Articles Posted in Family Law

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The Supreme Judicial Court affirmed the judgment of the district court finding that Mother’s minor child was in jeopardy pursuant to Me. Rev. Stat. 22, 4035, holding that there was competent evidence in the record to support the court’s determination that the child was in circumstances of jeopardy. Specifically, the Court held (1) there was competent evidence to support the court’s finding that the jeopardy Mother presented to the child was prospective and not just historical; and (2) there was evidence that poor management of the child’s diabetes had bene a chronic problem and that Mother continued to expect the child to manage his diabetes without adequate supervision or assistance. View "In re Child of Angela H." on Justia Law

Posted in: Family Law

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The Supreme Judicial Court affirmed the judgment of the district court terminating Mother’s parental rights to her child, holding that the record supported the finding of parental unfitness to the standard of clear and convincing evidence. Specifically, the Court held (1) the district court’s factual findings were fully supported by the record; (2) the district court did not err in finding that Mother remained unable to protect the child from jeopardy or take responsibility for him within a time reasonably calculated to meet his needs; and (3) the court did not err or abuse its discretion in determining that termination of Mother’s parental rights was in the child’s best interest. View "In re Child of T'Mara C." on Justia Law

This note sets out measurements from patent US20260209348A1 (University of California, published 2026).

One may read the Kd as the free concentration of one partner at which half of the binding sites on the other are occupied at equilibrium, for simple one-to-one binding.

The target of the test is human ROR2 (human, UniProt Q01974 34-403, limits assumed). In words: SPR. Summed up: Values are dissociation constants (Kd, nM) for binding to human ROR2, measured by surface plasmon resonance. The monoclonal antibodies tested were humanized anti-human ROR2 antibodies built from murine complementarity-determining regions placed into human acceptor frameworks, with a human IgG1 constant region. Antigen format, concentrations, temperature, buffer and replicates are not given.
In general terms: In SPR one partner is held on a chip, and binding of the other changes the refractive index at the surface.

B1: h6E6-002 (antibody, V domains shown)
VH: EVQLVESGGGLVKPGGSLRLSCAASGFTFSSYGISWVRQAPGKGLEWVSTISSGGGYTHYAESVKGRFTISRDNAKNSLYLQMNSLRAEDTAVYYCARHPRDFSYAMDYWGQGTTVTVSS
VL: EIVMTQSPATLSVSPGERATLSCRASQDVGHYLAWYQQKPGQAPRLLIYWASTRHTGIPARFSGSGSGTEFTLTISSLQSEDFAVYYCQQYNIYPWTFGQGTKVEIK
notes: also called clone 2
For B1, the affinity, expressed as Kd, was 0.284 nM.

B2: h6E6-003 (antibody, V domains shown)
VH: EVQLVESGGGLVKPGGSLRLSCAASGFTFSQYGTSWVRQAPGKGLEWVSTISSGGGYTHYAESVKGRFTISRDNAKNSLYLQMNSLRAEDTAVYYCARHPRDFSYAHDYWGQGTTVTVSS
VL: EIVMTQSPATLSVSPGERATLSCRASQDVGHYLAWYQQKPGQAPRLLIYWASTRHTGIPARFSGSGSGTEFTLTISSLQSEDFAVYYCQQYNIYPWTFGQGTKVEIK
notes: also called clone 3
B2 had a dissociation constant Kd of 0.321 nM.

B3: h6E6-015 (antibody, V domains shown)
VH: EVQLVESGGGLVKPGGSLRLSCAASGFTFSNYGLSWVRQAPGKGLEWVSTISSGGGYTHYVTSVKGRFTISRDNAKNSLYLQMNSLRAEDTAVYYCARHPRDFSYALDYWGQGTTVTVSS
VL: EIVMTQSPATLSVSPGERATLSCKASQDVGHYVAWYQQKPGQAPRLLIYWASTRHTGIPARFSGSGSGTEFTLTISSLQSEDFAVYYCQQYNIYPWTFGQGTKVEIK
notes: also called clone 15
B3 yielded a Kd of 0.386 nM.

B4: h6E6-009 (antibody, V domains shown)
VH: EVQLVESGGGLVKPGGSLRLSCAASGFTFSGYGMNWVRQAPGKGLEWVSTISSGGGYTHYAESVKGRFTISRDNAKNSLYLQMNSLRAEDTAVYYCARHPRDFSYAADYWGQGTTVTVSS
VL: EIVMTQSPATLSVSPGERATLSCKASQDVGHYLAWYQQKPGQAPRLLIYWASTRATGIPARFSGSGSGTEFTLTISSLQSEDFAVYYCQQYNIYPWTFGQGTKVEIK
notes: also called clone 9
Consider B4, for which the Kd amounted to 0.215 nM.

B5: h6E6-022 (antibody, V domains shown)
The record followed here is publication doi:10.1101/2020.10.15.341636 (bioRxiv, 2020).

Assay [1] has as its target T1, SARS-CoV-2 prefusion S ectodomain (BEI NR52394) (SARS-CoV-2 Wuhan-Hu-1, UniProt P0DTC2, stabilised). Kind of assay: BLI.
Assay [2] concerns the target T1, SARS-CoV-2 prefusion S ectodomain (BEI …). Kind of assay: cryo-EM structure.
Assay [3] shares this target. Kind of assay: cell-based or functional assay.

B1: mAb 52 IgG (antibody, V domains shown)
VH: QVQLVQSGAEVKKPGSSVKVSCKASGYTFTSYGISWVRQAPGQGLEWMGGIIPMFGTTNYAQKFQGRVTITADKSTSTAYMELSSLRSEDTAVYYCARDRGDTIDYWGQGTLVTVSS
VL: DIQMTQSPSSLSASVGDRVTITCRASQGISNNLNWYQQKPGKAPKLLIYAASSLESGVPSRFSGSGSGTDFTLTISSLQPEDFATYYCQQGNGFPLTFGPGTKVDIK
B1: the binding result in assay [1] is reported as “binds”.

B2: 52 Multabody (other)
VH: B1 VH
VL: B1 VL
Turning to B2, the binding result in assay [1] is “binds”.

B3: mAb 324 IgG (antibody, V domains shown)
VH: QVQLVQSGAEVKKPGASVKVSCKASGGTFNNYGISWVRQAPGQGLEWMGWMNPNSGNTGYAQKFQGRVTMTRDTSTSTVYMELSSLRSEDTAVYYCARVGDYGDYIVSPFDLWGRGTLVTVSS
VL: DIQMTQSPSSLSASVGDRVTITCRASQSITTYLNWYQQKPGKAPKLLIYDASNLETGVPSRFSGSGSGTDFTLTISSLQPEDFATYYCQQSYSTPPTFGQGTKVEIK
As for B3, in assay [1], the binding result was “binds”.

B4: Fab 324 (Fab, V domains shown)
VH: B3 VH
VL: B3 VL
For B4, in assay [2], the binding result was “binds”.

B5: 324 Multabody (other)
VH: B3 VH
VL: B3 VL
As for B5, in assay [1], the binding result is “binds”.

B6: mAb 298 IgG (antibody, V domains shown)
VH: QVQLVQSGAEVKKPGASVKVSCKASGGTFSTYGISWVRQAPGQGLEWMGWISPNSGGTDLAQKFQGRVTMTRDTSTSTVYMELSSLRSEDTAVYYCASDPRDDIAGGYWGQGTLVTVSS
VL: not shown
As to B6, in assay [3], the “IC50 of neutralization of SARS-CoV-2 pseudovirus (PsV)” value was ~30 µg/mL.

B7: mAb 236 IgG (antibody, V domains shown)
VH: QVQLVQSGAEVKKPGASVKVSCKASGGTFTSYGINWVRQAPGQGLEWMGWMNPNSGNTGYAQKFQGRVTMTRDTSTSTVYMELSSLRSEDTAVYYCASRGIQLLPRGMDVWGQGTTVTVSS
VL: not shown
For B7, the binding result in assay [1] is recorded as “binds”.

Posted in: Family Law

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The Supreme Judicial Court affirmed the judgment of the district court finding circumstances of jeopardy to Mother’s newborn child’s health and welfare pursuant to Me. Rev. Stat. 22, 4002(6)(A)-(B), 4035(2), holding that the record evidence supported the court’s finding and determination of jeopardy. Specifically, the Court held (1) contrary to Mother’s contentions on appeal, the district court’s findings as to Mother’s inability adequately to care for the child and to make safe decisions with regard to necessary health care were supported by competent evidence in the record; and (2) therefore, the district court did not err in finding that the child was in circumstances of jeopardy. View "In re Child of Tiffany F." on Justia Law

Posted in: Family Law